photo-1 photo-2

I’m sure that sprinkler pictures are not what readers look for in a blog post–but the act of appreciating the spray of the sprinklers helped me to clear my mind and reframe my thinking.  I know we’ll figure out how to get this school year started and I know I will love my new students and I know that my returning students will rise to each new challenge as the school year progresses.  As teachers, we also have to remember that we have to build our own stamina and resilience as we reach for our own lofty goals!  It has taken stamina and resilience to get to this 45th blog post too.  Some days it’s hard to write and I feel like I have nothing of worth to say…and then I breathe, try to focus on and appreciate the little things and dive into the writing.  Some days are filled with false starts…but by sticking with it, I always learn something about myself and I hope something that will help my students.

What do you do to refocus when things feel hard and you feel anxious?  How do you build your stamina and resilience?

A Week of #Angles

My daily blog post is most often the result of a percolation of ideas throughout the day…written toward the end of the day.  Today I knew I would be writing about my week of focusing on angles –this week’s #sdawpphotovoices topic.  My morning began. as it often does on Sunday, with some time reading articles on Twitter.  Today’s @brainpicker post was about a book called On Looking: Eleven Walks With Expert Eyes by Alexandra Horowitz.

As I read the review of the book I found myself thinking about how photo-a-day has impacted the way I look and what I see as I go about my daily life.  And then I saw Janis’s post today on SDAWP Voices as she reflected on her week–and she was saying similar things about her experience (and she had also read the same post by @brainpicker this morning!).  This book focuses on the ways a different lens opens up an entirely different experience of the place.  When you walk with a toddler and pay attention to how that toddler pays attention, you see a different place than the familiar routine you are used to. What does your dog see?  How about an entomologist?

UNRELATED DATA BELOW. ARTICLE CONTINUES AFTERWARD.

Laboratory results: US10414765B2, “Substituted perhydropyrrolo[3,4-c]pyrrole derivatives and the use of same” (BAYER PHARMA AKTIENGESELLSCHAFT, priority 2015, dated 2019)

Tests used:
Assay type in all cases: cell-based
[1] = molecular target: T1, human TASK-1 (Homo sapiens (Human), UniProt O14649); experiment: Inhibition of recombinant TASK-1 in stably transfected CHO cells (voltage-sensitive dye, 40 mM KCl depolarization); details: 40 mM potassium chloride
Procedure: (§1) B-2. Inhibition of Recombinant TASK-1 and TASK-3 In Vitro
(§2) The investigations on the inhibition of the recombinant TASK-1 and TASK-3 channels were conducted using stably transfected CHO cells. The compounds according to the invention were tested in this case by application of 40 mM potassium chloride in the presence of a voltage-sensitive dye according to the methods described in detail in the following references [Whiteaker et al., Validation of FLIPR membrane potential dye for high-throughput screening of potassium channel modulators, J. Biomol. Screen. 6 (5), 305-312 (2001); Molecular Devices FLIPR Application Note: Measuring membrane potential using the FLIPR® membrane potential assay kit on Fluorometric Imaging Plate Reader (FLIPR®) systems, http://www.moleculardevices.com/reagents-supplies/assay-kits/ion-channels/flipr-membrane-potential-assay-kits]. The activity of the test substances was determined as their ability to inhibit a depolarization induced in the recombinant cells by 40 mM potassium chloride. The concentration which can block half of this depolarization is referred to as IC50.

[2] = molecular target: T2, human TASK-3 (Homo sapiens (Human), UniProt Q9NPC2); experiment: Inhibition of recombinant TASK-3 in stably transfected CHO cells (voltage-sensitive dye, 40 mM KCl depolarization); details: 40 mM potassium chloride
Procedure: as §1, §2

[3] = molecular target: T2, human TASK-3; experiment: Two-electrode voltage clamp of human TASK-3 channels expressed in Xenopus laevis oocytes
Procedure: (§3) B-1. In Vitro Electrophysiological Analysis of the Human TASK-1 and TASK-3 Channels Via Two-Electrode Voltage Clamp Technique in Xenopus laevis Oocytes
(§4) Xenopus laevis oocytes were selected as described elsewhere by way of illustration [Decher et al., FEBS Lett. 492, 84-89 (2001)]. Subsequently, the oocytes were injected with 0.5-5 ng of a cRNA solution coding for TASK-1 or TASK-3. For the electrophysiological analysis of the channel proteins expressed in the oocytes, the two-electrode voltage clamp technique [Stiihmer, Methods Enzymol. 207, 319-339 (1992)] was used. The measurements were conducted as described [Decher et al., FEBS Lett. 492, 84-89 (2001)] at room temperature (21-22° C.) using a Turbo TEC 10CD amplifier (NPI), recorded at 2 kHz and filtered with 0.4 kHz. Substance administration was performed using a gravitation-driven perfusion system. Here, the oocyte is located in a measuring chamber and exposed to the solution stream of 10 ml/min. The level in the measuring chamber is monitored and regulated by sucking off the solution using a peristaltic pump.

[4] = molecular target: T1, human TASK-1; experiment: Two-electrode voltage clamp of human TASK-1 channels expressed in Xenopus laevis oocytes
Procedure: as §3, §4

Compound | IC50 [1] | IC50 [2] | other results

Back to angles…this week’s photo-a-day focus.  I took a lot of pictures this week, from a variety of angles, of a variety of angles…angles were everywhere!  Some of my favorite pictures of the week I never did post on Instagram.  But because I am writing every day to post to this blog, my pictures also become a stimulus for my writing and my thinking.


I love this picture of the lone fisherman with his pole angled in the surf.  I don’t often take pictures of people–it feels awkward to photograph people I don’t know…and I didn’t want him to pose.  Instead I took the picture from a distance, knowing I would lose the details of his face. The bonus is the reflection!  I can see writing a story with this photo as the prompt…I think the story is already beginning to take shape for me.


This angry bird kite was roosting in the tree above the beach.  Its angles had it caught pretty securely in the intertwining branches…in fact I saw it again several days later on a walk later in the week.  I love the play on words and images of the bird kite in the tree.


Shell fragments are common on the beach, but coming across an entire shell–especially one still connected and angled like this is a rare occurrence.  If you look closely you can see the strand of sea grass lying in the background.  I wonder if a seagull got this tasty morsel!


Coming down the ramp from the parking lot, I got to see these wonderful flat and yet angled rooftops of the new concession stand and bathrooms.  I love the way that architecture can take straight lines and create unexpected angles by the way they are placed in relation to each other.

Tomorrow I will shift my focus from angles to patterns.  Added to my photography focus and blogging focus, I will also be thinking about all the other ways I might see the world through the lens of a child, or an architect, a scientist, or an artist.  I’ll also try “seeing” the world through my other senses–how does what I hear impact what I see?  What about smell, taste, and touch?

What have you failed to notice?  How can you shift your attention to see more of your world?